The Connected Leader

“We cannot live only for ourselves. A thousand fibers connect us with our fellow men; and among those fibers, as sympathetic threads, our actions run as causes, and they come back to us as effects.”
― Herman Melville

To connect is a basic human need. Unfortunately, far too many of our leaders are trained and have been influenced by mentors to not show emotions and vulnerability, or to conduct real conversations. I recently witnessed a gut-wrenching example. A leader broke into tears while she was being coached. Tears in coaching are like pearls. They signify a moment of vulnerability which will open the client to reach higher levels of awareness and insights. However, she felt embarrassed and ashamed. Upon further discussion, it became evident that her corporate culture and leadership did not approve of tears, in particular for women. It seems that in her organization, tears are equated to weakness, indecision, lack of balance, and not carrying an “executive presence”. However, anger and direct/blunt conversations that damage peoples’ dignity and sense of self worth are acceptable, in particular if exhibited by male leaders. In some cases, this behavior is seen as a hallmark of confidence and leadership, as in “Bill does not mince words”, or “The thing I like about Joe is that you always know where you stand with him” and “Richard is a no nonsense type of guy. You always know where you stand with him”.

In their quest to hide their real feelings and emotions, many leaders have become automatons who are wound up and put on display to mimic and voice pre-scripted, unemotional, and unauthentic messages. When I ask them what percentage of their time they spend really getting to know their people, to better understand their hopes, fears, and aspirations, and to share their own values, on average they cite a range of 5 to 10%. Given the fact that employees spend a minimum of 75% of their waking hours at work, this is a worrisome statistic indeed. By not being connected, leaders lose the opportunity to make a true contribution to their organization and the lives of the people they lead.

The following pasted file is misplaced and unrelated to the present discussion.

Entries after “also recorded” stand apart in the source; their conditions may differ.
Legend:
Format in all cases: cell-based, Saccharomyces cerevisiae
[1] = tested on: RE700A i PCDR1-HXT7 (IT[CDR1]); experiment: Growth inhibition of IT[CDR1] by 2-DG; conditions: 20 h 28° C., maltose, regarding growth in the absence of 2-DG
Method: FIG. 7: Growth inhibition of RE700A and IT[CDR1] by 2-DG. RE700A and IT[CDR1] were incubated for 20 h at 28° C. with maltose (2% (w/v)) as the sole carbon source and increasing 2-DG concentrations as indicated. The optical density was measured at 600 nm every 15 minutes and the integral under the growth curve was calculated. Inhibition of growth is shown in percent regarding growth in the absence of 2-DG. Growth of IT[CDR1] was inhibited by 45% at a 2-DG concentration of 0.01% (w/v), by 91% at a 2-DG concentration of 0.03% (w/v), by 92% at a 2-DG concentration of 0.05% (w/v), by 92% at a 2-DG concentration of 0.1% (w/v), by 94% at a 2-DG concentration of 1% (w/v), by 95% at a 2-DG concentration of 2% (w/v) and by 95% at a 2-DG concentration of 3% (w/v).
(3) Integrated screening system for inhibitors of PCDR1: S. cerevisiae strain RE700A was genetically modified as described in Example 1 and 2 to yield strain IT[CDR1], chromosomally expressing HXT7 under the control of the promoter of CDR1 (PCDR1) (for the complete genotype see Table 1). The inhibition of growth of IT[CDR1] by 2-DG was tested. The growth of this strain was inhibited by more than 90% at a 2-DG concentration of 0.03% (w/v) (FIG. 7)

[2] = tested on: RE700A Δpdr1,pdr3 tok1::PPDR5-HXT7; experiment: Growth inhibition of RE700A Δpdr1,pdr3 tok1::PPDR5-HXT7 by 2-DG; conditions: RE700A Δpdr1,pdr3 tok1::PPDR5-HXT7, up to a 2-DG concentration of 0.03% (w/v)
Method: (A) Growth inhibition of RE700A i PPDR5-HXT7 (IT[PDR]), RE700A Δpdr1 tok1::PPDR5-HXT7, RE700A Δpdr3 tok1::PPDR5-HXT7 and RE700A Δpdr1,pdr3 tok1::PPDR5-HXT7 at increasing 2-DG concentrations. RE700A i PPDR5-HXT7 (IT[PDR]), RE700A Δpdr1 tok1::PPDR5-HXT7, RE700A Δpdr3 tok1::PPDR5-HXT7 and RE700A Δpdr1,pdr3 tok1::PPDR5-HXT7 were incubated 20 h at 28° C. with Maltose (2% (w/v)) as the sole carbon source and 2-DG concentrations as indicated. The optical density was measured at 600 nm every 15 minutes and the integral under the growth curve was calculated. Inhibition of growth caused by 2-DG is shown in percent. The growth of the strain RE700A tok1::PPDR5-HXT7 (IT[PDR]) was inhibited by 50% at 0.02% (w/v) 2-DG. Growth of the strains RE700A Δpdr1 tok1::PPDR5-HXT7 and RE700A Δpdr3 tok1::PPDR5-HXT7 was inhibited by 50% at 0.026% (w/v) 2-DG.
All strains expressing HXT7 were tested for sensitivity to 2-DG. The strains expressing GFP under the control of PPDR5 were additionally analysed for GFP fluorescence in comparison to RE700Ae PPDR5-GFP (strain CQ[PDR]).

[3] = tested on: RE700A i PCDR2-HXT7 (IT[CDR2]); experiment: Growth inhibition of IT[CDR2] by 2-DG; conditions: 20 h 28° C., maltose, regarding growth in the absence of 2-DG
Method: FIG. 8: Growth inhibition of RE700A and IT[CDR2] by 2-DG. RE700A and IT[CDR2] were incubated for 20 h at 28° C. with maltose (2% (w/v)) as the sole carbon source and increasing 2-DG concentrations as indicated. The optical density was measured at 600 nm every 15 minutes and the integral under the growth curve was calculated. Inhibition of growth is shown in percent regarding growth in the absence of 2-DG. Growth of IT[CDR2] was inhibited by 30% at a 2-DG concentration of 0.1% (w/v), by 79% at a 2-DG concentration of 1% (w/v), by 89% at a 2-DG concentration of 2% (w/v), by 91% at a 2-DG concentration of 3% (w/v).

Elite segments of the U.S. military spend significant time with their comrades getting to know them and to build understanding and a feel for one another. Beyond forming long-lasting relationships, these relationships are designed to ensure that the soldiers have an intuitive feel for one another’s movements and reactions to keep them safe. The military understands that under the intense stress of incoming enemy fire, it is critical for soldiers to anticipate the reactions of one another and to feel good about taking risks with their own safety in the service of their comrades in arms.

The same principles apply to organizations. There are intense pressures to deliver innovative products, manage cost, and win the hearts and minds of customers. Therefore, it is critical that leaders create deep connections with their followers and to be able to “read their mind”.

 

Questions For On Line Conversation:

  1. Have you been led by connected leaders?
  2. What were they like?
  3. What was their effect on others?
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